• 3D printed valves that helped a hospital on its problem with ventilator replacement valves are now gaining traction
  • The same team that did this is now looking into 3D printing valves for snorkeling masks that would transform them into CPAP masks needed for sub-intensive COVID-19 patients
  • Isinnova revealed that the prototype it developed worked correctly

3D printing is one of the latest technological innovations that’s playing a crucial role in helping medical frontliners defeat COVID-19. Earlier, a local Italian 3D printer establishment helped a hospital in Italy by 3D printing replacement valves. But that’s old news.

At present, Isinnova is developing another ingenious solution to help fight the COVID-19 pandemic. The team is working on a 3D printed adapter that transforms a snorkeling mask into a CPAP mask that would be used for Oxygen Therapy. This process is critical in treating patients suffering from severe COVID-19.

The concept was first suggested by the head physician of Gardone Valtrompia Hospital Renato Favero, who talked to Isinnova about it. “Doctor Favero shared with us an idea to fix the possible shortage of hospital C-PAP masks for sub-intensive therapy, which is emerging as a concrete problem linked to the spread of Covid-19,” reads the post. “It’s the construction of an emergency ventilator mask, realized by adjusting a snorkeling mask already available on the market,” reveals a blog post.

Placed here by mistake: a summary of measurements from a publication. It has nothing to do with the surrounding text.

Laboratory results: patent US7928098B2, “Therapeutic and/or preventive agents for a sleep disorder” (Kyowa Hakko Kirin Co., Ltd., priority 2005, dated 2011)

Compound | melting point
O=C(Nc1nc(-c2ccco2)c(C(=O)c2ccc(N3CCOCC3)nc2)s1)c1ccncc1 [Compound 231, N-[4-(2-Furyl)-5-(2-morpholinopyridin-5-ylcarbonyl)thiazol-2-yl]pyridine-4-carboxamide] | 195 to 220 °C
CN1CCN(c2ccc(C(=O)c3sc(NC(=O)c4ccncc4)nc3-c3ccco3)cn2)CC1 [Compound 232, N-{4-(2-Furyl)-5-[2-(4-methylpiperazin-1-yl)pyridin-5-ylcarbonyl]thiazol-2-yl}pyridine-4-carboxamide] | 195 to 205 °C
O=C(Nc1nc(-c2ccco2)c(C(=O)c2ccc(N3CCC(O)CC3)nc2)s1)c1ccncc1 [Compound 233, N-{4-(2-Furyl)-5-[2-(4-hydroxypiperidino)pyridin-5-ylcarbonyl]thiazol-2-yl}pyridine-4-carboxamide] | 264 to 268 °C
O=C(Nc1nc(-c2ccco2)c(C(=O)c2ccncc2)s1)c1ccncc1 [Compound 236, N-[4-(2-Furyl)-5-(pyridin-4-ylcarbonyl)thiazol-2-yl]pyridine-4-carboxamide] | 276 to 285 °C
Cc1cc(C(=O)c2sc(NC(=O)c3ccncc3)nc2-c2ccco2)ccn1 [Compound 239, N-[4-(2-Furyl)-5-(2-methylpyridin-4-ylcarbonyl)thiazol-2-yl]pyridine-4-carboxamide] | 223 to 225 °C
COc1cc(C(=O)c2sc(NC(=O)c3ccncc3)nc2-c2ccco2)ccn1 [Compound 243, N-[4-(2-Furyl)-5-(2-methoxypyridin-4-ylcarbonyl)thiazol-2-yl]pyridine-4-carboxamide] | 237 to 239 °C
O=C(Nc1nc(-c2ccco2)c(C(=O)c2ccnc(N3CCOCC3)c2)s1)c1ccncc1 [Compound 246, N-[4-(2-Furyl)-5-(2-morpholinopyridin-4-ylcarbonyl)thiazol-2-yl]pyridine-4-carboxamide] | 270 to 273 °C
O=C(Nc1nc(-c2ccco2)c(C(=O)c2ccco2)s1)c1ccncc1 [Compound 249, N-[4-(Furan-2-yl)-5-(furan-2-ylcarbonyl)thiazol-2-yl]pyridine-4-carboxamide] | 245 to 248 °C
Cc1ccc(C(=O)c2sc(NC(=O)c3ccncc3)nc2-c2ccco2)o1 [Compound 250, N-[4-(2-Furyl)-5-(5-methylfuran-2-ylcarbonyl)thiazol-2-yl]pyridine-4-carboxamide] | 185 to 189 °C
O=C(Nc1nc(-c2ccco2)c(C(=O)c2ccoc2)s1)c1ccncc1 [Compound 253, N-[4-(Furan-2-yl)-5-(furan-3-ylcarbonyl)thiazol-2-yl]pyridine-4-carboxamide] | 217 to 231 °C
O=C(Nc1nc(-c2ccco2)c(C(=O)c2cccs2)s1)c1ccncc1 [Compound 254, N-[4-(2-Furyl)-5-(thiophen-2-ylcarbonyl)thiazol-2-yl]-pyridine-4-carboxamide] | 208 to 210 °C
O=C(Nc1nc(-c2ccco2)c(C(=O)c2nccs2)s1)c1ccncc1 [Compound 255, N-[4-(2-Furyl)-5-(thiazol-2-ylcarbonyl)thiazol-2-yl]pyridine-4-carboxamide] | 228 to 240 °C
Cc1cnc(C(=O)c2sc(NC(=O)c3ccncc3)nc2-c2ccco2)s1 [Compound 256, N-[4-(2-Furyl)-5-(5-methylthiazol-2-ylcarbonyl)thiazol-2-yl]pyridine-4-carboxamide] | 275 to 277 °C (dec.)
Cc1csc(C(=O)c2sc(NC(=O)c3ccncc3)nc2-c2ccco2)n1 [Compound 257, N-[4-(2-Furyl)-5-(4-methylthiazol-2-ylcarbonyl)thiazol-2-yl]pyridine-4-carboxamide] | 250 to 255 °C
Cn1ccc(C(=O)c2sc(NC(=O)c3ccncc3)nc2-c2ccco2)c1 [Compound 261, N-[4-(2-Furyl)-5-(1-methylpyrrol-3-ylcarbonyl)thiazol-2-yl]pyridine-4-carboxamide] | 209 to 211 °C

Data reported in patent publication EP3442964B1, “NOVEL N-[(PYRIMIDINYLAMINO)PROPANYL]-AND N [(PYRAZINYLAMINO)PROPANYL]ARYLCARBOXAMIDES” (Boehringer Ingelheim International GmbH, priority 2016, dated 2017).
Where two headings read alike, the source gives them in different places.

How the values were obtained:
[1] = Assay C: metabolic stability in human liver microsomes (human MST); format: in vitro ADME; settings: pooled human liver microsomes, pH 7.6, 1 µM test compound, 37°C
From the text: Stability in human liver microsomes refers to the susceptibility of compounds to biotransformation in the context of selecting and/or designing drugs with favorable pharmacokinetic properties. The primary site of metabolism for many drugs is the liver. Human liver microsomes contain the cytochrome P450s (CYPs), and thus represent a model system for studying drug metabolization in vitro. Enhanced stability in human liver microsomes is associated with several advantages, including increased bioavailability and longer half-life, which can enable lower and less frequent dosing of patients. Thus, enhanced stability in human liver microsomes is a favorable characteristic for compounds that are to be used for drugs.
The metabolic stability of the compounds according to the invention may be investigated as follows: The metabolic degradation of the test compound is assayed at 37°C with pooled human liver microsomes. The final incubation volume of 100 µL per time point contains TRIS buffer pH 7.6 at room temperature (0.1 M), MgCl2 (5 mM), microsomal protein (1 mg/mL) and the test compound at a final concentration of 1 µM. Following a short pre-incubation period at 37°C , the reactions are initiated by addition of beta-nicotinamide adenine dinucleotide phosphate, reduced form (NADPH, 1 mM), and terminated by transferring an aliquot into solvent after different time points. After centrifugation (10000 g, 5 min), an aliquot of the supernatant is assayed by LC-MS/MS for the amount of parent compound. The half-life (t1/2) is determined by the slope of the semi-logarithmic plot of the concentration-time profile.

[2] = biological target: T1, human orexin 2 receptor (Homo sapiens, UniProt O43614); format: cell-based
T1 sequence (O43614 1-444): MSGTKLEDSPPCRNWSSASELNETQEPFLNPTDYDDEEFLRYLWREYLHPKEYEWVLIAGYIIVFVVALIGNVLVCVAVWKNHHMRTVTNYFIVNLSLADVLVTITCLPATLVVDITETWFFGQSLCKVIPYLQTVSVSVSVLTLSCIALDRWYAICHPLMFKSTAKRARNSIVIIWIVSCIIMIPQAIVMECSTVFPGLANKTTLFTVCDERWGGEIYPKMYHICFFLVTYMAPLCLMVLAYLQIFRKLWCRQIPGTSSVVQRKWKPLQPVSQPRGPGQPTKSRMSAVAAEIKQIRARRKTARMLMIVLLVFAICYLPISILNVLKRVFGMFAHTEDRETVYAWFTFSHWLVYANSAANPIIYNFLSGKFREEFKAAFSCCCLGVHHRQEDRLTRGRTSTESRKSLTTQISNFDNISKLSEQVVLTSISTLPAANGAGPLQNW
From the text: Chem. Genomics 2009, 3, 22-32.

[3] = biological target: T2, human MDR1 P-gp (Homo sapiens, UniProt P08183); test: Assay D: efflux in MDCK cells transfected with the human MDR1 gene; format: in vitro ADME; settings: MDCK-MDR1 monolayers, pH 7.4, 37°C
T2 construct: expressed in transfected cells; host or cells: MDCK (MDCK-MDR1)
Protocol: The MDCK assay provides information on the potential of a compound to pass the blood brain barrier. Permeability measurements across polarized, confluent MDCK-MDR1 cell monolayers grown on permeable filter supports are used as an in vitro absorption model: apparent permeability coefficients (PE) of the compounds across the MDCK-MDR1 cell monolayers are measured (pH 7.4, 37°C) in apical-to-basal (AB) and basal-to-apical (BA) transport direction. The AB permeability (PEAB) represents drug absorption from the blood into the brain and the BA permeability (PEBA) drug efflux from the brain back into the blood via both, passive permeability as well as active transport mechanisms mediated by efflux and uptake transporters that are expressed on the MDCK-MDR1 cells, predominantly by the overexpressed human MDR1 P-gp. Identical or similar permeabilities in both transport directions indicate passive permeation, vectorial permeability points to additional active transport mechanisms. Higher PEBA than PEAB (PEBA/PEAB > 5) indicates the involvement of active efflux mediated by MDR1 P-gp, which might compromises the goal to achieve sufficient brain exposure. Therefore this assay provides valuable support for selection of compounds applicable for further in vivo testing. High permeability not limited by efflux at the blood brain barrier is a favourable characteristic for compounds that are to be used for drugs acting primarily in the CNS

Isinnova shares that Decathlon, maker of EasyBreath snorkeling mask, was “immediately willing to cooperate.” They came up with a 3D printed prototype, which was proven to be working correctly. The report also claims that the hospital staff is enthusiastic about the concept.

Unfortunately, Isinnova is not yet going into the production of the 3D printed valve that transforms snorkeling masks into CPAP masks. The company says that “Neither the mask nor the link are certified and their use is subject to a situation of mandatory need.” Additionally, the hospital still needs the consent of COVID-19 patients to allow the hospital to use an uncertified device to care for them.

The National Heart, Lung and Blood Institute’s  website, says that CPAP “is a treatment that uses mild air pressure to keep your breathing airways open” and “involves using a CPAP machine that includes a mask or other device that fits over your nose or your nose and mouth, straps to position the mask, a tube that connects the mask to the machine’s motor, and a motor that blows air into the tube.”